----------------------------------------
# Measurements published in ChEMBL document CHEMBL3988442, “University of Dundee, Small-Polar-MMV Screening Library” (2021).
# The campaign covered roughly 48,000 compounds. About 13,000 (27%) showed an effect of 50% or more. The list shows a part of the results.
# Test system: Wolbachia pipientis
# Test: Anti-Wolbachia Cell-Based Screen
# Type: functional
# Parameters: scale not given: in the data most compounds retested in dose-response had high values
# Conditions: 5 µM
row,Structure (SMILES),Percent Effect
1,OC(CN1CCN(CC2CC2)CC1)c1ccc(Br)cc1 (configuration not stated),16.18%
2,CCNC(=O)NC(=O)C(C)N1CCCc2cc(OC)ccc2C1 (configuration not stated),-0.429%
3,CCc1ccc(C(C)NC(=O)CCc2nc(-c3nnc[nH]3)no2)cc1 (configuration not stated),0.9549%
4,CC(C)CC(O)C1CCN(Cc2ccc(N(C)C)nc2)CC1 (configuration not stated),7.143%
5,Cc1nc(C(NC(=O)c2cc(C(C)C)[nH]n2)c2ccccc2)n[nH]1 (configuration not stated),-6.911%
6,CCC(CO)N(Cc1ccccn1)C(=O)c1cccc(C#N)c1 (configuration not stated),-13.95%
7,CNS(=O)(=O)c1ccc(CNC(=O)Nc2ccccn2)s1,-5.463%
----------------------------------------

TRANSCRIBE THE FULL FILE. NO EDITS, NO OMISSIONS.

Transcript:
# Measurements published in ChEMBL document CHEMBL3988442, “University of Dundee, Small-Polar-MMV Screening Library” (2021).
# The campaign covered roughly 48,000 compounds. About 13,000 (27%) showed an effect of 50% or more. The list shows a part of the results.
# Test system: Wolbachia pipientis
# Test: Anti-Wolbachia Cell-Based Screen
# Type: functional
# Parameters: scale not given: in the data most compounds retested in dose-response had high values
# Conditions: 5 µM
row,Structure (SMILES),Percent Effect
1,OC(CN1CCN(CC2CC2)CC1)c1ccc(Br)cc1 (configuration not stated),16.18%
2,CCNC(=O)NC(=O)C(C)N1CCCc2cc(OC)ccc2C1 (configuration not stated),-0.429%
3,CCc1ccc(C(C)NC(=O)CCc2nc(-c3nnc[nH]3)no2)cc1 (configuration not stated),0.9549%
4,CC(C)CC(O)C1CCN(Cc2ccc(N(C)C)nc2)CC1 (configuration not stated),7.143%
5,Cc1nc(C(NC(=O)c2cc(C(C)C)[nH]n2)c2ccccc2)n[nH]1 (configuration not stated),-6.911%
6,CCC(CO)N(Cc1ccccn1)C(=O)c1cccc(C#N)c1 (configuration not stated),-13.95%
7,CNS(=O)(=O)c1ccc(CNC(=O)Nc2ccccn2)s1,-5.463%